Comunidades en Acción y de Fé (CAFé)

A faith-based organization committed to developing leaders and advocating for community needs


  • Colonias community leaders and residents
  • Dona Ana, Deming, and Los Lunas county religious institutions
  • Three CAFé employees

Desired Outcomes

CAFé, based on a “faith-first” community organizing model, is devoted to the organizing of people within the local, state, and national levels to advocate for needs in their communities, by engaging with local religious institutions. They also empower and train local people to become leaders and advocates.

How CAFé Build Relationships?

CAFé not only responds to community needs, but develops leaders to advocate for themselves.


  • Employee wages
  • Training
  • Administrative efforts

Time Resources

Time for each project depends of the amount of support they receive from the community. If people closest to pain should lead efforts, they must be ready to engage. This does not come easy most times. It also depends on the amount of support they get from elected officials to help their causes.

Other Resources 

CAFé receives training for its employees, community leaders, and volunteers from PICO. They also need meeting places. Child Care is needed so leaders with children can have them cared for while they are in trainings and meetings. Translation equipment (transmitter and headsets) is also a resource that CAFé is trying to obtain so that meetings with more than one language can run more efficiently without needing to physically translate everything.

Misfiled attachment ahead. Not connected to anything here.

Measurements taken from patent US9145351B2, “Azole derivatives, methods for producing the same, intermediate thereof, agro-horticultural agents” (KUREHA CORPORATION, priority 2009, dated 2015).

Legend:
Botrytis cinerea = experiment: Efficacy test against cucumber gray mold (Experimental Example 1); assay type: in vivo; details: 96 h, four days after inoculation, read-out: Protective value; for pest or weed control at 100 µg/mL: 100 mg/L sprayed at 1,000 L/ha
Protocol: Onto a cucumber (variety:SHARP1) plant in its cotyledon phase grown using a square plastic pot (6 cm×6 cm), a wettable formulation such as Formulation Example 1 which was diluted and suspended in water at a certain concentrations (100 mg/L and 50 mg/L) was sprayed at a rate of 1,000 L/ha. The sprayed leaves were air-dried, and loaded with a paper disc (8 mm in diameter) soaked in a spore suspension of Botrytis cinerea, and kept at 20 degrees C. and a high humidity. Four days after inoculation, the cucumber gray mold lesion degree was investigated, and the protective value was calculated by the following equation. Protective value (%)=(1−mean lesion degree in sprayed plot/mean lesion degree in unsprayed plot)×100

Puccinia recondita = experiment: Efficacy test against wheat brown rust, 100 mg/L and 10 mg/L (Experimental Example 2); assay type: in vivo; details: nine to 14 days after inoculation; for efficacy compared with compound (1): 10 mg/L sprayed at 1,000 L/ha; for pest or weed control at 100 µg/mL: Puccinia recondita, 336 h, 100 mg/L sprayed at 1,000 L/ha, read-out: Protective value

Direct Partners

Other Sponsors

Our Story: "Social justice is rooted in love."
Based in Las Cruces, NM, Comunidades en Acción y de Fé (CAFé) is a faith-based, non-profit and non-partisan organization devoted to community organizing. The organization works within local, state, and national levels to advocate for needs in the colonias and border towns on the US – Mexico border. CAFé structures their organizing on a “faith-first” scripture-based model rooted in the principle that people must seek social justice for the most vulnerable. Johana Bencomo, Community Organizer for CAFé, believes that “Faith calls us to something bigger than to let people suffer in silence.” CAFé partners with eight churches of different denominations throughout southern New Mexico. Despite differences in their religious beliefs, the churches, leaders, and congregations strive for a common goal of social justice and advocacy for all people in Doña Ana, Deming, and Luna counties.

Sarah Silva, CAFé’s founder, worked for twelve years with People Improving Community while Organizing (PICO) before coming back to her hometown of Vado, New Mexico. Once home, she listened to people’s struggles and dreams of safer communities and better quality of life in Vado, Las Cruces, and nearby colonias. She realized there was a local need for a group like PICO. Sarah created Comunidades de Acción y de Fé/Communities of Action and of Faith (CAFé) in 2009. Through its first project, working with families facing foreclosure, CAFé succeeded in saving the homes of twenty to twenty-five families. As a faith-based organization, CAFé brings the colonias together by reaching out to churches and their congregations to step up and take on a community organizing role. Right now, CAFé has five anchor congregations, and looser partnerships with another ten to fifteen community churches.

We all need to be liberated and we can’t do that separately.